The Lockheed F-104 Starfighter was an American single-engined, high-performance, supersonic interceptor aircraft that served with the United States Air Force (USAF) from 1958 until 1967. The Starfighter was the first combat aircraft capable of sustained Mach 2 flight, and its speed and climb performance remain impressive even by modern standards. If used appropriately, with high-speed surprise attacks and good use of its exceptional thrust-to-weight ratio, it could be a formidable opponent, although being lured into a turning contest with a slower, more maneuverable opponent was perilous. On May 18, 1958, an F-104A set a world speed record of 1,404.19 mph (2260 km/h), and on Dec. 14, 1959, an F-104C set a world altitude record of 103,395 feet (31,394.4 meter),
Lockheed F-104C Starfighter
The safety record of the F-104 Starfighter became high profile news especially in Germany in the mid-1960s, and lingers in the minds of the public even to this day. Some operators lost a large proportion of their aircraft through accidents, although the accident rate varied widely depending on the user and operating conditions; the Luftwaffe lost about 30% of aircraft and 110 pilots in accidents over its operating career, and Canada lost over 50% of its F-104s. The F-104 series all had a very high wing loading (made even higher when carrying external stores), which demanded that sufficient airspeed be maintained at all times. The high angle of attack area of flight was protected by a stick shaker system to warn the pilot of an approaching stall, and if this was ignored a stick kicker system would pitch the aircraft's nose down to a safer angle of attack; this was often overridden by the pilot despite flight manual warnings against this practice. At extreme high angles of attack the F-104 was known to "pitch-up" and enter a spin, which in most cases was impossible to recover from. Unlike the twin-engined F-4 Phantom II for example, the F-104 with its single engine lacked the safety margin in the case of an engine failure, and had a very poor glide ratio without thrust.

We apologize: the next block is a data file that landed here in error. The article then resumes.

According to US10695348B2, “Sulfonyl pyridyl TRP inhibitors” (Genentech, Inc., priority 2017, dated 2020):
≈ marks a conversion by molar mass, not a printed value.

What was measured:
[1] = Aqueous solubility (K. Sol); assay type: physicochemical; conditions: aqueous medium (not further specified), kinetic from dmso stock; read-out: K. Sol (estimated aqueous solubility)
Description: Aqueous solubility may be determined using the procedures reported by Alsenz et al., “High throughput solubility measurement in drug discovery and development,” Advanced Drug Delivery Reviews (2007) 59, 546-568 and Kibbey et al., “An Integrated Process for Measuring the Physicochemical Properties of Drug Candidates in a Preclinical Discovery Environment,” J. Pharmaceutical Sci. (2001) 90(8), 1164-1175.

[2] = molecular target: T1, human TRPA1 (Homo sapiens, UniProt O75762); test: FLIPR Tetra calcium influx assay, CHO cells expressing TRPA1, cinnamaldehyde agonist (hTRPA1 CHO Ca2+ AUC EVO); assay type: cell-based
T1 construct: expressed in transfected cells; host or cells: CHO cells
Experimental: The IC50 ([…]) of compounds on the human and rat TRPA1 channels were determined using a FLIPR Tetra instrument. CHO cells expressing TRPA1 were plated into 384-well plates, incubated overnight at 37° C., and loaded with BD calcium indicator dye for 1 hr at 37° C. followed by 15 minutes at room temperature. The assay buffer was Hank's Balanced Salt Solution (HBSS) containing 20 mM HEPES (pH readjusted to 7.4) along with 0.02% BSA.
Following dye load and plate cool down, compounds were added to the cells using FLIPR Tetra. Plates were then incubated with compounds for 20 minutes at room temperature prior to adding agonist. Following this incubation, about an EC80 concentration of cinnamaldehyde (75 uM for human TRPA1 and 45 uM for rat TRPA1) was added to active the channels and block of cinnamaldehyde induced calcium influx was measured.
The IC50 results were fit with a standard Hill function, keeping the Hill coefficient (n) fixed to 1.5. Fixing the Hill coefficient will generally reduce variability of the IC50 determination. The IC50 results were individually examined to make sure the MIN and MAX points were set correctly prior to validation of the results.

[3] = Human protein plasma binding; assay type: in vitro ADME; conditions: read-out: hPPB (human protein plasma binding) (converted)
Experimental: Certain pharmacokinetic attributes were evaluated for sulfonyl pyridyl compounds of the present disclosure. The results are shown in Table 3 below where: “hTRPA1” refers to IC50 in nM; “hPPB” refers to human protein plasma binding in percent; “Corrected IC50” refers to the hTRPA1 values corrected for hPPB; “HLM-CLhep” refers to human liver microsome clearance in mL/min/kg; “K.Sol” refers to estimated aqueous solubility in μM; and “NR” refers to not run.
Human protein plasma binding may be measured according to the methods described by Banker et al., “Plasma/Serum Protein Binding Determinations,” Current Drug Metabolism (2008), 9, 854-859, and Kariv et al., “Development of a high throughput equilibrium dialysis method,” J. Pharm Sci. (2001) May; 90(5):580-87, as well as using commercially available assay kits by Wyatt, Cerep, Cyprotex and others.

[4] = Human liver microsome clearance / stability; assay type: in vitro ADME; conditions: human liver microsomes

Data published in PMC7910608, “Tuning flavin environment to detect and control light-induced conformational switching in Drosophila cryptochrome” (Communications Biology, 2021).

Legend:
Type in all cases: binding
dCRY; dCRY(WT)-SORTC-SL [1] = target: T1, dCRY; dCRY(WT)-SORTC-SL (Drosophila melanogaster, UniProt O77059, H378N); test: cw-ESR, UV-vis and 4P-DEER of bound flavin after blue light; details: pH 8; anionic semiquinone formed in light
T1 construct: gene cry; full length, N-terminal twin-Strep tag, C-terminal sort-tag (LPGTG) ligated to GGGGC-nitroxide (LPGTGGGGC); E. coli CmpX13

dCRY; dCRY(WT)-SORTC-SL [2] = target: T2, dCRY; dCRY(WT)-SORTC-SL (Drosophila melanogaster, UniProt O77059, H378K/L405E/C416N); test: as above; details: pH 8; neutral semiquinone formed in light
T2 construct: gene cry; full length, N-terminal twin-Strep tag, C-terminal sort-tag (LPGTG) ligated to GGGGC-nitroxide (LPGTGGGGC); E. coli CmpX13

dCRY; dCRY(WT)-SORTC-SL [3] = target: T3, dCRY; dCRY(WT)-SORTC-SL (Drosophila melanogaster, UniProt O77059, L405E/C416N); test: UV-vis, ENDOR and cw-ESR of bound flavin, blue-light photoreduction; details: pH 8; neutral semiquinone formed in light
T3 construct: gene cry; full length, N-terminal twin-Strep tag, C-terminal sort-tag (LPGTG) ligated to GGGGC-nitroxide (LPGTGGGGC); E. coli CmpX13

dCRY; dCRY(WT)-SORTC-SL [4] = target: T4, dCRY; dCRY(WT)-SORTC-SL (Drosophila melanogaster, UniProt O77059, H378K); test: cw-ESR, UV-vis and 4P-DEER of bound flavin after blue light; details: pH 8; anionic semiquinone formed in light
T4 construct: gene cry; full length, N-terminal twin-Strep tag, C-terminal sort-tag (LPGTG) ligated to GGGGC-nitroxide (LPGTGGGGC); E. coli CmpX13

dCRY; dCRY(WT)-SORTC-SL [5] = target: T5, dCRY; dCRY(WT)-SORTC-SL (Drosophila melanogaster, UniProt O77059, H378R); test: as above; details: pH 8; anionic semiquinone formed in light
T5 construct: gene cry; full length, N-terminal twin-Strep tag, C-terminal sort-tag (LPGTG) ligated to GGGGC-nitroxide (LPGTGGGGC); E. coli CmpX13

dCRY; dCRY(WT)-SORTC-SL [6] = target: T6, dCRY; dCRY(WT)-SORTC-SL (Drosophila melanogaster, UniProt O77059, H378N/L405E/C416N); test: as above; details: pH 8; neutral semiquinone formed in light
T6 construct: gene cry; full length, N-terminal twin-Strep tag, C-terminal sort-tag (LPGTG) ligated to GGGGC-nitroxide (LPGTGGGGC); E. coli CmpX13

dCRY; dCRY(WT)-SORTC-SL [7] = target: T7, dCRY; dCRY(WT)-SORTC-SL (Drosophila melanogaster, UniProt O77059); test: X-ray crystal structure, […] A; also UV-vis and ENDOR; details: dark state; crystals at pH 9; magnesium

The Starfighter was commonly called the "missile with a man in it"; a name swiftly trademarked by Lockheed for marketing purposes. The term "Super Starfighter" was used by Lockheed to describe the F-104G in marketing campaigns, but fell into disuse. In service, American pilots called it the "Zipper" or "Zip-104" because of its prodigious speed. The Japan Air Self-Defense Force called it Eiko ("Glory"). A less charitable name appeared, "The Flying Coffin" from the translation of the common German public name of Fliegender Sarg. The F-104 was also called Witwenmacher ("Widowmaker"), or Erdnagel ("ground nail") – the official military term for a tent peg. The Pakistani AF name was Badmash ("Hooligan"), while among Italian pilots its spiky design earned it the nickname Spillone ("Hatpin"), along with Bara volante ("Flying coffin"). Canadian pilots sometimes referred to it as the "Widowmaker". A commonplace grim joke in Germany was that the cheapest way of obtaining a Starfighter was to buy a small patch of land and simply wait.